-The Intuitive System

The Intuitive System (or Stanovich and West’s System 1) is the part of the mind that tends to jump to conclusions. This mental process is automatic, and not under your conscious control. So when you answered the questions above, some of the answers were automatic or intuitive.

For example, when asked if you prefer being rich or poor, I am sure many of you automatically selected rich, using System 1 or what we call your Intuitive System. We do not have to “think” to make this decision and use the Intuitive part of our minds. The Intuitive System is running all the time, so it’s with you, processing information and suggesting actions whether you are at home relaxing, at the store buying groceries, or at work performing complex surgery.

Have you ever found that sometimes you make a decision and then, if challenged, find it difficult to explain how you got to this decision? When you see it happen, you will hear people say:

“It’s obvious.”
“I just know this is the right thing.”
“My gut tells me this is right.”
“All my experience tells me I should do this.”

For example, both of your authors love Apple products. Why? Because they are easy to use. What makes it easy? Now we start to struggle to explain. We say, “Just the way the navigation works, it seems to know what I want to do next …” As we write, these reasons seem superficial and easy to dispute by anyone looking at this from a Rational System (System 2) perspective.

Despite this fact, your authors’ intuitive brains have made the decision that Apple is easy. Now, you may disagree! Maybe Apple is not for you. That opens a whole separate subject we will be exploring later in the book on segmentation and personas. But we’ll get to that later. The key here is that some things are hard to explain because we make the judgment or do them automatically. Consider walking. Walking is a complex behavior that your mind has converted with practice from an effort-driven, conscious behavior to an automatic, unconscious one.

When a child is learning to walk, even the slightest distraction causes them to lose their balance and topple over. If you are ever around a newly mobile toddler, try calling out their name and watch them immediately plop down on their bums. Yes, yes, that seems like a cruel thing to do to a baby, but you have to understand you will be doing it in the name of science. Over time, walking becomes so ingrained into the Intuitive System it can be hard to wrest control back over to the Rational System.

Your Intuitive System is well-practiced at walking. But if you try to think about it, you miss your stride. Have you ever tried to walk while being filmed? Or while on stage? The extra attention you pay to put one foot in front of the other makes your walking worse. The Rational System does nothing except cause problems, in this case. Hence you will now start to understand the need for Imperative 3: Understand that customers’ minds can be in conflict with themselves.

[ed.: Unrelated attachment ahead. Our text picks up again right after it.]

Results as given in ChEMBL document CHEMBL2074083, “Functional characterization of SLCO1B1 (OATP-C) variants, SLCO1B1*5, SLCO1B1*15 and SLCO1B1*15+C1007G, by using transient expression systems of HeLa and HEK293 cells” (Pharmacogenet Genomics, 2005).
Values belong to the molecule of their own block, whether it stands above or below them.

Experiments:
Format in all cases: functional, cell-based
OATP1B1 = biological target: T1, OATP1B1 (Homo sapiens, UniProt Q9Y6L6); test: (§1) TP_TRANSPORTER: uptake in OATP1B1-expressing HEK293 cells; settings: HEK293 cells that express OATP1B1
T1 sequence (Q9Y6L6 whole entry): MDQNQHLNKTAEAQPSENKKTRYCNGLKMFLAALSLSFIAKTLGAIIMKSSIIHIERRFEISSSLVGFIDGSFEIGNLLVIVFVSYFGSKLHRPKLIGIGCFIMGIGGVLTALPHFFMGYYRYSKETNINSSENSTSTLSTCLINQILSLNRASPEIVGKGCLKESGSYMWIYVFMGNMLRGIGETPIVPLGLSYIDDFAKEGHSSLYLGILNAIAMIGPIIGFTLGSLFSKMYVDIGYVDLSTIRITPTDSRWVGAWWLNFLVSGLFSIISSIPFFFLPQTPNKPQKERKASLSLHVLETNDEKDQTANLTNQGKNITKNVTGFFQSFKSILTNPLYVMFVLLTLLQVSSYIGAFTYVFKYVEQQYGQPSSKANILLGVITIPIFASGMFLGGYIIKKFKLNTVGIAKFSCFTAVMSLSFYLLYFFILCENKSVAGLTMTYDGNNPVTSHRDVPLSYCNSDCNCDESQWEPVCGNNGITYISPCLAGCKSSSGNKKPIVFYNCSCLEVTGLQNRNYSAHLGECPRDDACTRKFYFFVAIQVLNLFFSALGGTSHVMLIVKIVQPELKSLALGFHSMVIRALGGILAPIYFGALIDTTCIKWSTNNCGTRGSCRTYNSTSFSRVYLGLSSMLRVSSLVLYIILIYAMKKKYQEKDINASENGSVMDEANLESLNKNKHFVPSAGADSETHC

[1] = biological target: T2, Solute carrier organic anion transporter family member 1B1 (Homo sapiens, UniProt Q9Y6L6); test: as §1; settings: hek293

We can’t observe the Intuitive system through introspection (trying to look at our thoughts), however, we can observe its outputs through our behaviors. Herein lies a problem for organizations. You might see a customer behaving a certain way as a result of their Intuitive System, but not know why.

And as we learned in the last chapter, the customers don’t even know why it’s happening themselves (even though they think they do)! A wine store tested how music might influence sales. 2 On a day, they played classical music from French composers while customers shopped. On different days, the store played just music with strong German associations. Guess what happened to the sales of French and German wine? On the days they played French music about 80 % of customers bought French wines.

On the days they played German music more people bought German wines than French wines. If you asked the customers why they bought the wine, they didn’t say, “Because they had been playing French music.” Instead, they might say, “We hadn’t bought this for a while so decided to give it a go.” customers’ behavior was altered without their knowing anything was influencing them at all. This effect is the Intuitive System in action.

Some part of these customers’ minds was working on processing that music and retrieving memories that were relevant to it – preparing the person to respond quickly in case that information should be needed. The conscious mind – the Rational System – doesn’t even know that this work is going on beneath the surface. Instead, all these memories, drives, and desires pulled up by the Intuitive System push up against the Rational System.

Without knowing it, our behavior is influenced by these subtle cues and we end up buying the German wine. When asked about it later, the Rational System recognizes that it would be crazy to have purchased wine based on the music playing in the background. So the Rational System whips up a quick story about why we did what we did. It all makes perfect sense in retrospect.



I write my reviews on Amazon, 3ee, Goodreads, Librarything and Social Media such as Facebook, Instagram, Twitter, LinkedIn, Telegram and Google+.

If you also have read this book, please share your review below, we greatly appreciate your comment and let’s talk about it!